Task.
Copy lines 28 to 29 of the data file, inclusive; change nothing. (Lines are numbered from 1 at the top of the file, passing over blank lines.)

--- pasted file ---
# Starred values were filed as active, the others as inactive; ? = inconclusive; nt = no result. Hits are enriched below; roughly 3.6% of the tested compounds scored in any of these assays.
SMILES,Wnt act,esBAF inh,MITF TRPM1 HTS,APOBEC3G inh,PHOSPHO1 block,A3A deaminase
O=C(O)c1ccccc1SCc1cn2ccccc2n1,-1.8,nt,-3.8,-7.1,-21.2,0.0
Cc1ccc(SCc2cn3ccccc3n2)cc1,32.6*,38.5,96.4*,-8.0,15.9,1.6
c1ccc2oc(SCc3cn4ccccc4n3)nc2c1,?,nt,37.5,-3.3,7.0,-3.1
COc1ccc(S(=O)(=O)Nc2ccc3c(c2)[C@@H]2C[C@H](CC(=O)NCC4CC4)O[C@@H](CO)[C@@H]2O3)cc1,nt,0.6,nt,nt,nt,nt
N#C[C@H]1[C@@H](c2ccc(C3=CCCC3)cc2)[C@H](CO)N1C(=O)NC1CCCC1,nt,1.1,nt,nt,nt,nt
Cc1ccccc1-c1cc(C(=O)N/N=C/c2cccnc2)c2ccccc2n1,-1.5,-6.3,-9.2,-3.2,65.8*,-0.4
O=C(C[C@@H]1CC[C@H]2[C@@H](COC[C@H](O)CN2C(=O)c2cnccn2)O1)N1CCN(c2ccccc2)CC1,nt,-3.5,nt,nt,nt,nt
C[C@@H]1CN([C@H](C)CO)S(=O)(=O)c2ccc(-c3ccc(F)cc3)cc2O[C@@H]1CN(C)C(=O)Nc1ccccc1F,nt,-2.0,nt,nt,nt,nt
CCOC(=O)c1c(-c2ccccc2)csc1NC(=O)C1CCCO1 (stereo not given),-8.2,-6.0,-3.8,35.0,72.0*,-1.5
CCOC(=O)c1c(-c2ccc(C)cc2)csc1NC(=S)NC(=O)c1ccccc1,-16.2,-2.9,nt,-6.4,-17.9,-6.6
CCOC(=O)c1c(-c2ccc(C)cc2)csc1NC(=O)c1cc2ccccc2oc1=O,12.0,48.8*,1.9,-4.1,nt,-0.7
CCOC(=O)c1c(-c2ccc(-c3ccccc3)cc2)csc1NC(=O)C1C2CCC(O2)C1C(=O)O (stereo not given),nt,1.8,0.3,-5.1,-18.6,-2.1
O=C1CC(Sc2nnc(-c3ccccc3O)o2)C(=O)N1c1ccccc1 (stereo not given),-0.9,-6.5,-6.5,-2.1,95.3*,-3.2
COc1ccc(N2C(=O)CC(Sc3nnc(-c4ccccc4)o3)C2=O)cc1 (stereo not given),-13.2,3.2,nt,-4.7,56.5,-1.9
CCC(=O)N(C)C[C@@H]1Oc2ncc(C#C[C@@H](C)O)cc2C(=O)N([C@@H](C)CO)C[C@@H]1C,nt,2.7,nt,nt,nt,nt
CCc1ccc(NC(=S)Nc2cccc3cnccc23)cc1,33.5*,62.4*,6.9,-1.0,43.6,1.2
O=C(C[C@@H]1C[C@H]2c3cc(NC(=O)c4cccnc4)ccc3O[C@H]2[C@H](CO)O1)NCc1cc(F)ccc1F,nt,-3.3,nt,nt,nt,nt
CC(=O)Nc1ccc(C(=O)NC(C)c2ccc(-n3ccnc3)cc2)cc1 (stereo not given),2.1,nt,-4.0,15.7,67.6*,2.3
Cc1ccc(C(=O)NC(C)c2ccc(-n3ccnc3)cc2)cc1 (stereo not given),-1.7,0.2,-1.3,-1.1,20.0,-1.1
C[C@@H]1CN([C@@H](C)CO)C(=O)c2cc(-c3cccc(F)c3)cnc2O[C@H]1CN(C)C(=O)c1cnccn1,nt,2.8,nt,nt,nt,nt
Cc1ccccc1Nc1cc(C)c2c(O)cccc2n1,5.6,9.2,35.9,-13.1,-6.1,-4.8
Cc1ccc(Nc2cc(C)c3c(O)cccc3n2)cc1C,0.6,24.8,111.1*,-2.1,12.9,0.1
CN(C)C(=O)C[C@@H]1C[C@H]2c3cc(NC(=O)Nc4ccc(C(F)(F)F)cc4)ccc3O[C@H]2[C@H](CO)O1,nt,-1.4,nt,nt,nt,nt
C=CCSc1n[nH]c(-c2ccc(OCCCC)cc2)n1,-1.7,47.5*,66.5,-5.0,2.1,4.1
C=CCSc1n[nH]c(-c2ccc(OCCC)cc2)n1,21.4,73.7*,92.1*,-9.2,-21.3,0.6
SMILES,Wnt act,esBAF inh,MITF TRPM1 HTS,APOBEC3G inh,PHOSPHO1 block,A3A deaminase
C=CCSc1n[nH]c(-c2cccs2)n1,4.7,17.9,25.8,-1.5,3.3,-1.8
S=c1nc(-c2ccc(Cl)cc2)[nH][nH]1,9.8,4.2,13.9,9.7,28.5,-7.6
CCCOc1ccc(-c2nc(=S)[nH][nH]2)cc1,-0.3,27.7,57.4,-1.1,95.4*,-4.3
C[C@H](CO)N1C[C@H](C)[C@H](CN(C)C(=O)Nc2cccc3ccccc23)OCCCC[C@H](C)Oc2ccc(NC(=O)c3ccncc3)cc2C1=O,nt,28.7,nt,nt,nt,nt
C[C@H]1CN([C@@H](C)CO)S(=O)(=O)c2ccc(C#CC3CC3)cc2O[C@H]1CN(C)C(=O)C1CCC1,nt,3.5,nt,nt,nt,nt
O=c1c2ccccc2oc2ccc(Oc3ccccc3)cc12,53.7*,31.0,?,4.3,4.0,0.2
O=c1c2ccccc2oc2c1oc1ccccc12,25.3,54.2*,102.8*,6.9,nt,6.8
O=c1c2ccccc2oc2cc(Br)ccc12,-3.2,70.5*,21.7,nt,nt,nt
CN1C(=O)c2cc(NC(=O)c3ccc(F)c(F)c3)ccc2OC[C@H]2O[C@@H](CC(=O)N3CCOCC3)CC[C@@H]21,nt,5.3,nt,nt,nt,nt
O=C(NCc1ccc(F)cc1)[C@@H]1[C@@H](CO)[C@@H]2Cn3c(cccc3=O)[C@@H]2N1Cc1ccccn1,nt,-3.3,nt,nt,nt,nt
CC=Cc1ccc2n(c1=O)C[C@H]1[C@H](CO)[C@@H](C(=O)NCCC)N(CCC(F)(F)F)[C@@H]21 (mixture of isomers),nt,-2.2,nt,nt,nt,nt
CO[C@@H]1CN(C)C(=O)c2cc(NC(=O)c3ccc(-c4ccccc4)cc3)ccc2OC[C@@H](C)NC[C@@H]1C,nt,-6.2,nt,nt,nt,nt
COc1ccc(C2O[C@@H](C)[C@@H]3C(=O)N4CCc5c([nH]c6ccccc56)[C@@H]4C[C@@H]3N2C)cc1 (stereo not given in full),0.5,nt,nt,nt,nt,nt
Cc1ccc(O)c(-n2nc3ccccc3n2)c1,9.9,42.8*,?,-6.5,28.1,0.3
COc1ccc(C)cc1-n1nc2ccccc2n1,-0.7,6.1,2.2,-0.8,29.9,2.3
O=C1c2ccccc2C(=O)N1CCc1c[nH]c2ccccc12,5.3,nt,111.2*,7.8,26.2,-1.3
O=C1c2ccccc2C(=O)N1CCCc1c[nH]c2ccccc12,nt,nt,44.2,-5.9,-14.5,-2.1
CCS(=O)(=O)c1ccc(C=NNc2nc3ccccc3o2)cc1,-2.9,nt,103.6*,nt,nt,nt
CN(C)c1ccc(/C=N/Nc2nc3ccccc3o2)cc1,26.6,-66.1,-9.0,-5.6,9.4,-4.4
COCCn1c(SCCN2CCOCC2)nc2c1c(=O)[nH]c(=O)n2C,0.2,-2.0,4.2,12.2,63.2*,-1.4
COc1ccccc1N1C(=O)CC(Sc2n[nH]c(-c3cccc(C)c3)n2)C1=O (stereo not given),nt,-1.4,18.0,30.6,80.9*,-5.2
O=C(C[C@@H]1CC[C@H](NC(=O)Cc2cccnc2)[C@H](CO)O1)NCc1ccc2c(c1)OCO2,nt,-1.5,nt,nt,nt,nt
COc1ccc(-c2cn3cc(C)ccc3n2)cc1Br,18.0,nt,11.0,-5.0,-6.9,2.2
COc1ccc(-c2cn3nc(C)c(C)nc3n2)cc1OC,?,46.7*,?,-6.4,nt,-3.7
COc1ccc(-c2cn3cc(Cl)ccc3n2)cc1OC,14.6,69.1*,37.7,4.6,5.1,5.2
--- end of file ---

SMILES,Wnt act,esBAF inh,MITF TRPM1 HTS,APOBEC3G inh,PHOSPHO1 block,A3A deaminase
C=CCSc1n[nH]c(-c2cccs2)n1,4.7,17.9,25.8,-1.5,3.3,-1.8